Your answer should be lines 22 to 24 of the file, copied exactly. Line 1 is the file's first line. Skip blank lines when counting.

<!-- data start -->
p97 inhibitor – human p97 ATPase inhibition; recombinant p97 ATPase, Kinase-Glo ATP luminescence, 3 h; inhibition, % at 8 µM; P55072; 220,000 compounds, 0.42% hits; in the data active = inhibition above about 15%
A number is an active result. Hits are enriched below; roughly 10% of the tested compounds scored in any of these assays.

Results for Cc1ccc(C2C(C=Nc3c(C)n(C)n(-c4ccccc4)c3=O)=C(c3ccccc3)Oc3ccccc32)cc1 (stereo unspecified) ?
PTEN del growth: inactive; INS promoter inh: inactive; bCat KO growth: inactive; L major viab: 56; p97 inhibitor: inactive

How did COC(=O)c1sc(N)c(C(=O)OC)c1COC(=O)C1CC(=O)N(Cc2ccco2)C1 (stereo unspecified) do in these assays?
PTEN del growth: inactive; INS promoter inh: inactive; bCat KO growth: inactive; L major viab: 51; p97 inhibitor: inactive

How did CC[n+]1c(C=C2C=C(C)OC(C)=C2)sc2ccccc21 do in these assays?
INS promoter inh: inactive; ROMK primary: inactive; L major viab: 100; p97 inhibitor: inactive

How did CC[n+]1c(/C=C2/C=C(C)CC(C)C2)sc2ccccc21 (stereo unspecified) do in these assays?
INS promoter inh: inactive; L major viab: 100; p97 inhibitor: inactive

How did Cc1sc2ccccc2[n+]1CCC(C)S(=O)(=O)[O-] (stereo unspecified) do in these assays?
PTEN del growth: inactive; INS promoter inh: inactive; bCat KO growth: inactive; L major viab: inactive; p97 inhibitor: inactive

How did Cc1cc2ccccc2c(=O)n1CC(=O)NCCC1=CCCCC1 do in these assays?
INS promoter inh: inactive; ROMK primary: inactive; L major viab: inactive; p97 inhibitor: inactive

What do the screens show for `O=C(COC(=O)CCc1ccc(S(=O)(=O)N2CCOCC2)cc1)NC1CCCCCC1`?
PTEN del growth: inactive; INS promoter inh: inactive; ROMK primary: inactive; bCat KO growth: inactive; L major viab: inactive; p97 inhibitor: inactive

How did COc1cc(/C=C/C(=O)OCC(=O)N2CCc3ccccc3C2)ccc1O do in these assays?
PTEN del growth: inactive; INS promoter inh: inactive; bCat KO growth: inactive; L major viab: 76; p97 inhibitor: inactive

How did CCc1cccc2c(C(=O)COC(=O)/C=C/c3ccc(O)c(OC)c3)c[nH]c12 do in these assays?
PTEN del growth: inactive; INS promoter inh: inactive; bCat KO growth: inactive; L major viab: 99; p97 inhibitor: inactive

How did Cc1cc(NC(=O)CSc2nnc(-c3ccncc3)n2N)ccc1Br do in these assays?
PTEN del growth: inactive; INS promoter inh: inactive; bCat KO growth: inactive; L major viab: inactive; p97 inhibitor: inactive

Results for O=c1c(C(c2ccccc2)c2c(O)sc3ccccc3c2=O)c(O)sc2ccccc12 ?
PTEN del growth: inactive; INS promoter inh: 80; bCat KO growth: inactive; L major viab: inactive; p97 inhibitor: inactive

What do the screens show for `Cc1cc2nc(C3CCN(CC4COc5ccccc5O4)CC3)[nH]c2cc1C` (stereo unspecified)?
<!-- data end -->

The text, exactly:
PTEN del growth: inactive; INS promoter inh: inactive; bCat KO growth: inactive; L major viab: inactive; p97 inhibitor: inactive

Results for O=c1c(C(c2ccccc2)c2c(O)sc3ccccc3c2=O)c(O)sc2ccccc12 ?
PTEN del growth: inactive; INS promoter inh: 80; bCat KO growth: inactive; L major viab: inactive; p97 inhibitor: inactive